LV: There is a directory entry for Tcl and Tk at http://directory.fsf.org/project/tclTk/ - the FSF directory of free software. However, the entry is 3 years old, refers to 8.5 alpha, makes references to the source being maintained on sourceforge, etc. Someone with time to spend advocating Tcl in the public eye might consider tracking down the process of updating that page, updating this note to add that discovery, and then submit an update bringing the information up to date.MG: can't claim to have a lot of time to spend advocating Tcl, but has registered on the FSF site and filed a bug report that the page is out of date, which appears to be the way to get it updated.
Salesmanship editSee also the About Tcl/Tk pages on www.tcl.tk http://www.tcl.tk/about/If you're like most technical people, you're unclear just how management make decisions on what software is used for a project. At times they seem like a black box into which good advice goes and from which bad decisions emerge. The Linux community has put together some good information on how you can sell management on Tcl (of course, they're telling you how to get Linux accepted, but in most cases the ideas and approaches are the same).
- is salesmanship applied to Linux (and, by extension, to Tcl). This is a great site with some really valuable advice.
- The Four Phases of Acceptance
- The Four Phases of Acceptable are: Ignorance (where people don't know better and say things like: "Tcl? That's the Expect language, isn't it?"), Denial (where people will come up with excuses to avoid changing: "There aren't enough programmers for us to adopt this" or "Nobody uses Tcl"), Fear Uncertainty & Doubt (where people know better but spread misinformation about Tcl: "Tcl isn't supported and anyway it's slow"), and finally Acceptance (can be on a number of levels: some places don't publicly acknowledge that they use it, while others will gladly proclaim the fact).
Myths editDoes it frustrate you to have people saying things about Tcl that you know are untrue, but which are hard to refute on the spot? Here's our cheat sheet for Refuting Common Myths About Tcl:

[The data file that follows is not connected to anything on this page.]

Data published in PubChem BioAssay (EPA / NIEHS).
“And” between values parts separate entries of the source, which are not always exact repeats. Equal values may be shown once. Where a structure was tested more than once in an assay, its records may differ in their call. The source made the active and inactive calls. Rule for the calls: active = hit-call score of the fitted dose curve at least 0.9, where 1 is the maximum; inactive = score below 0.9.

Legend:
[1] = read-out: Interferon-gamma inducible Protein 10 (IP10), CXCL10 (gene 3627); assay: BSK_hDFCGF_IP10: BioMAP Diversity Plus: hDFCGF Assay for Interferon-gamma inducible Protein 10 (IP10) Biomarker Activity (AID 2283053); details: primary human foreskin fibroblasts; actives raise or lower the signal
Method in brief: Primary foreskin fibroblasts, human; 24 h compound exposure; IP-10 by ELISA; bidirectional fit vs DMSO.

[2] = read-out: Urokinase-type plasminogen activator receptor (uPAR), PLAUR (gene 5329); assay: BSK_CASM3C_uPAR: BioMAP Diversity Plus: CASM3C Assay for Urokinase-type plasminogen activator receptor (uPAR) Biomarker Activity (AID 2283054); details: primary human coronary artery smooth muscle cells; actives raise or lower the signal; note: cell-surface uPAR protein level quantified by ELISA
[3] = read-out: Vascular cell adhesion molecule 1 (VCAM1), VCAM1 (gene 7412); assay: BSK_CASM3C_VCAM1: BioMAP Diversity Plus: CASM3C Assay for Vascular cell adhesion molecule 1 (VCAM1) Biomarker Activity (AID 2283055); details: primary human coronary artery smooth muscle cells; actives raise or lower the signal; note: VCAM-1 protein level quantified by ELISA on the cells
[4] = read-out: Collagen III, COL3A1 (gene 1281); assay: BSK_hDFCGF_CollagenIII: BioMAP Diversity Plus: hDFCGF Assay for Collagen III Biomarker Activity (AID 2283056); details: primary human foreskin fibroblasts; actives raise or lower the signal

- No Support
- Many companies offer technical support. The Tcl Developer Exchange provides a list of some companies . And, of course, there's the huge user community on Usenet.
- Only Hackers Use It
- Tcl has an impressive list of references--big companies that are using Tcl.
- Only Hackers Maintain It
- Many of the companies that use Tcl have representatives on comp.lang.tcl, the newsgroup for Tcl developers and maintainers.
- Only Suitable For Scripts
- There's no difference between scripts and programs in Tcl, and many large programs have been very successfully written in Tcl. For instance, ... is the software that drives most of the ... on the Internet. It is written entirely in Tcl.
- I Have To Give Away My Tcl Programs
- Programs you write in Tcl are your intellectual property, and you may sell, license, or give them away as you want. Most Tcl programs are distributed in source-code form, but there are source filters and other tools to render your program unreadable by the casual pirate.
- No Development Environment
- There are very nice development environments, such as Tcl Dev Kit (née TclPro) or Komodo. There is also support in many existing editors, such as emacs, vi, and others, which do syntax coloring of Tcl programs. There are also many debuggers from which you are free to choose (See debugging). And you can do revision control on your Tcl code with any revision control system.
- Tk widgets don't look good under Windows
- yes, Tk widgets look fine under Windows.